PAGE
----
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This Philadelphia-based company operates 4,700 U.S. service stations through its Sunoco, Ultra Service Centers, and APlus convenience-store brands. Smaller than some of the other oil companies, Sunoco made about $34 billion in sales in 2005.


In 2000, a Sunoco pipeline spilled almost 200,000 gallons of oil into the John Heinz National Wildlife Refuge near Philadelphia. In 2005, Sunoco reached a settlement with the EPA and agreed to pay a $2.7 million fine.

In 2005, Sunoco paid more than $8 million in fines and penalties, which included two violations of the Pennsylvania Title V permit emission cap from 2001 to 2004 at the Marcus Hook Refinery, and a disagreement over Sunoco's compliance with the Reasonably Available Control Technology regulations. The RACT process determines and requires the use of available control mechanisms to reduce or limit air emissions.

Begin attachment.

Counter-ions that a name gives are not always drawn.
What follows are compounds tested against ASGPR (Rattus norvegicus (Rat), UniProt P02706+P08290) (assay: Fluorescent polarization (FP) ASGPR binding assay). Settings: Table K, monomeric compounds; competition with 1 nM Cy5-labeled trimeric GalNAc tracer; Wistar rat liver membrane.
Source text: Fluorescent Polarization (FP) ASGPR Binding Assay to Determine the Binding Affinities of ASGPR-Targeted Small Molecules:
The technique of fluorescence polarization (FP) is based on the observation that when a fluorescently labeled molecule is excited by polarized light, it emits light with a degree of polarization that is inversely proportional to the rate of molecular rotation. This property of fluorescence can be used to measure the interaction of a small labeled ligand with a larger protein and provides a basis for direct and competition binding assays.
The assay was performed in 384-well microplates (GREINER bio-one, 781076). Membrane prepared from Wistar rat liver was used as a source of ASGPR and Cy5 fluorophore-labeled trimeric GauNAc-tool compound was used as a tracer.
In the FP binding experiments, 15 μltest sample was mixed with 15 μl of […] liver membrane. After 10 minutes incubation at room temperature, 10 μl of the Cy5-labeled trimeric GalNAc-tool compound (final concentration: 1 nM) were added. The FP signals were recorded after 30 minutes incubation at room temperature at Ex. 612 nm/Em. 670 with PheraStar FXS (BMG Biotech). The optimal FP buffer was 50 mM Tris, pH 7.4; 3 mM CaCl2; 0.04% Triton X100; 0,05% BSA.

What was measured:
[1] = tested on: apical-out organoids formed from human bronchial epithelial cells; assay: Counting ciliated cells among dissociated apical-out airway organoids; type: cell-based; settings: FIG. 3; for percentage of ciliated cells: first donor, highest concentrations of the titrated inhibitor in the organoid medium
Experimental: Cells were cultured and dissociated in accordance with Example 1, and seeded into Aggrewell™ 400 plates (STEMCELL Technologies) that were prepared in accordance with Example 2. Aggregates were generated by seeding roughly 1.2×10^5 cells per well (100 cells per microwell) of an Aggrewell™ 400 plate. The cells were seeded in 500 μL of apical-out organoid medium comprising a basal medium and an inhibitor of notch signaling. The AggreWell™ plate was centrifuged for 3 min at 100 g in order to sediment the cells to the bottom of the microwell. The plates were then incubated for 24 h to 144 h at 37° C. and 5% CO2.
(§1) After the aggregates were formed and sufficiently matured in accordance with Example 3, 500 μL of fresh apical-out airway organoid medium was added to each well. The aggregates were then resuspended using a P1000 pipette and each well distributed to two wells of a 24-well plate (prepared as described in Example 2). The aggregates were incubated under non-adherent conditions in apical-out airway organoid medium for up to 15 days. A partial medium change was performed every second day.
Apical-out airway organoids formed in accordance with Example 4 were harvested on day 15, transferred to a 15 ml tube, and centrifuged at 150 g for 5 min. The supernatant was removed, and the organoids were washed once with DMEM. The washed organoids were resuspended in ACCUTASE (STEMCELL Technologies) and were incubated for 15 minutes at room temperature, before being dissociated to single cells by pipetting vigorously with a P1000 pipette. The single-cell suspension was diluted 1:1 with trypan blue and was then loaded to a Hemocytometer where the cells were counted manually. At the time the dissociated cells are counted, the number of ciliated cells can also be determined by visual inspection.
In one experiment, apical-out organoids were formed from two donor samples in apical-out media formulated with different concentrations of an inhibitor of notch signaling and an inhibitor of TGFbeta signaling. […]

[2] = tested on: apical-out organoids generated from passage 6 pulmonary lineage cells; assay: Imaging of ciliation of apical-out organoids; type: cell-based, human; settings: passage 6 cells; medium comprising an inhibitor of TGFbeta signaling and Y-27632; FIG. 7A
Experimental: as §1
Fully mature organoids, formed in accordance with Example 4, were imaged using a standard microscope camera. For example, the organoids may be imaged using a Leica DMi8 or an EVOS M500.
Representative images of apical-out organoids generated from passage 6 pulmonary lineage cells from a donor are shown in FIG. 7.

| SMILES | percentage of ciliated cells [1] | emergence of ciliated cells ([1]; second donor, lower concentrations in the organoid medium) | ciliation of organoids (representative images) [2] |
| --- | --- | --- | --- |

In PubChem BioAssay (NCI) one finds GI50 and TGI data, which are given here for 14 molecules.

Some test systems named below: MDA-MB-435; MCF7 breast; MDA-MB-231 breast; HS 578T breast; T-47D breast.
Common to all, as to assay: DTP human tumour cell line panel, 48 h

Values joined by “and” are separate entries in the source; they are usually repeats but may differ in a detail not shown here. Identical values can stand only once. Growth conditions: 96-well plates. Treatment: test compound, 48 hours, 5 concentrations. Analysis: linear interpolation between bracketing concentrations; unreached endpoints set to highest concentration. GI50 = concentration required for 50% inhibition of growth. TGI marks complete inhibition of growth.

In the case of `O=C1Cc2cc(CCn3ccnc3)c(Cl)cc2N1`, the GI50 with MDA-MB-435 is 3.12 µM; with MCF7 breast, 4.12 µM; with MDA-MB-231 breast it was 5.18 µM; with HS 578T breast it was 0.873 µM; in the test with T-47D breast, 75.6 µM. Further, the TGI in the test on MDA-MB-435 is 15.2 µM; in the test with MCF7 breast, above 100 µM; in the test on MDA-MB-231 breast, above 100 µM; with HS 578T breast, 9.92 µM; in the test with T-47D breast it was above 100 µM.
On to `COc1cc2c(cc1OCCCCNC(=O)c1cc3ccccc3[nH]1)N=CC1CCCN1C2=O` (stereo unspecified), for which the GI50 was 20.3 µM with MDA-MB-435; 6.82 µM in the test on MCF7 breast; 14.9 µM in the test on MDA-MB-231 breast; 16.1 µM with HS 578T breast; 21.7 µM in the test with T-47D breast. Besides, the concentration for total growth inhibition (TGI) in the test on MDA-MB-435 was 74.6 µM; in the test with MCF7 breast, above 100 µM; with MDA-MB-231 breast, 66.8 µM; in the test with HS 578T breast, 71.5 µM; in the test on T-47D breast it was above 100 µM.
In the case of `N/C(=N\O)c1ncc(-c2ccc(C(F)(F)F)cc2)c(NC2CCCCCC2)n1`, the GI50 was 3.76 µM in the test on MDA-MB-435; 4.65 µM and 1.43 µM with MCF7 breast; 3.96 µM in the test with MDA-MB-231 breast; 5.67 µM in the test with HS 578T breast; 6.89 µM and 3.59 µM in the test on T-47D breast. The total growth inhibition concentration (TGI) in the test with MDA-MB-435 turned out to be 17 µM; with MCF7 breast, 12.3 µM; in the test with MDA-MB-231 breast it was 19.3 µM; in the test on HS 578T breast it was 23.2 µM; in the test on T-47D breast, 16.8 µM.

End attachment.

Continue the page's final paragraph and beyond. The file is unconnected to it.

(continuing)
Sunoco has publicly acknowledged the human role in global climate change and is a member of the Pew Center's Business Environmental Leadership Council.


Due to energy-conservation efforts, net energy use by the company decreased by almost 12 percent between 1990 and 2005.

Sunoco is the only oil company to sign the Coalition for Environmentally Responsible Economies (CERES) principal. As part of this agreement, Sunoco has made all of its environmental activities--both its successes and failures--publicly available.

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